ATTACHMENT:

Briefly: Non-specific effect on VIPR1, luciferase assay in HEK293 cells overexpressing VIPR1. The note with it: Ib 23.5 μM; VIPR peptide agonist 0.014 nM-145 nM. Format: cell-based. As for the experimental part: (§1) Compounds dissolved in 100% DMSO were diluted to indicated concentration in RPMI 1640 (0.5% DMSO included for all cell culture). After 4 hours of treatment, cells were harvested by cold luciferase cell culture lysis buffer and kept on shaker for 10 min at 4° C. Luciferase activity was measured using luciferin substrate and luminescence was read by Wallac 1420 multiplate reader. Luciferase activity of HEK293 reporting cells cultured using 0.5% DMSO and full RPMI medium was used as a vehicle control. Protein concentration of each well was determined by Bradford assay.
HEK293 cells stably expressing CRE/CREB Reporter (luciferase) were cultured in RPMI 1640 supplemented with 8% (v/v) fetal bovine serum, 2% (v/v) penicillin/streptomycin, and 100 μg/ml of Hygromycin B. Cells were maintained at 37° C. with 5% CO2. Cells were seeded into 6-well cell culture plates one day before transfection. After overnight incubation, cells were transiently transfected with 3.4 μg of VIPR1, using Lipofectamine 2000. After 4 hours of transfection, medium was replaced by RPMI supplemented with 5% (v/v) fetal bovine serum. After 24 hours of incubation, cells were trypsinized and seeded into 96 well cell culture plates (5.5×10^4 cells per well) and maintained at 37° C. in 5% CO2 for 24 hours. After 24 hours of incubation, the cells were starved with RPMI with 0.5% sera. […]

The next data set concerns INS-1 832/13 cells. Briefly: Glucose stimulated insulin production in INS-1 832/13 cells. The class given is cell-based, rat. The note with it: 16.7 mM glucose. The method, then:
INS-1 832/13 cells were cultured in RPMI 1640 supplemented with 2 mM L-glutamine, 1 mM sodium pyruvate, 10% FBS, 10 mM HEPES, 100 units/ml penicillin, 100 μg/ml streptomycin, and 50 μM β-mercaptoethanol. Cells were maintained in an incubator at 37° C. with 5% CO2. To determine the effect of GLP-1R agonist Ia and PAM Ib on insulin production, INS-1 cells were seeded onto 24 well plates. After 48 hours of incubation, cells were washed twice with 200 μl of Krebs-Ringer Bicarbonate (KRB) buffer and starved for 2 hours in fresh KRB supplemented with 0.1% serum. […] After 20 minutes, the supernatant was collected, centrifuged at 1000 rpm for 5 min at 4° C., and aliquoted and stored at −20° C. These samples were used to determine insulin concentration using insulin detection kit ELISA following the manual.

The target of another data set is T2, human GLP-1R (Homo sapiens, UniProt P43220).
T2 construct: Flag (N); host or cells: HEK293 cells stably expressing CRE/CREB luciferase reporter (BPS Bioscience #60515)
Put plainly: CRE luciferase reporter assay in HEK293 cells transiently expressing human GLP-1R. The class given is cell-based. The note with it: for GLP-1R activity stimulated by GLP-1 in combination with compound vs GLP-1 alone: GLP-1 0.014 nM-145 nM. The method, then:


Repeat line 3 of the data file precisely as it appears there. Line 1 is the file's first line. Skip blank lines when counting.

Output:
The next data set concerns INS-1 832/13 cells. Briefly: Glucose stimulated insulin production in INS-1 832/13 cells. The class given is cell-based, rat. The note with it: 16.7 mM glucose. The method, then: